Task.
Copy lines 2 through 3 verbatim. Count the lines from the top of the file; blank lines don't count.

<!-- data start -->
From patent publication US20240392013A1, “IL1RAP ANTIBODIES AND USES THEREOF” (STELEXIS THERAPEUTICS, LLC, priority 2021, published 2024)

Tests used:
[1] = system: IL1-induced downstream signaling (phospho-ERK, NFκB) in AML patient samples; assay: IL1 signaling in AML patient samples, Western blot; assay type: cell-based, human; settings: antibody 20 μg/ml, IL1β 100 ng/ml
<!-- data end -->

Tests used:
[1] = system: IL1-induced downstream signaling (phospho-ERK, NFκB) in AML patient samples; assay: IL1 signaling in AML patient samples, Western blot; assay type: cell-based, human; settings: antibody 20 μg/ml, IL1β 100 ng/ml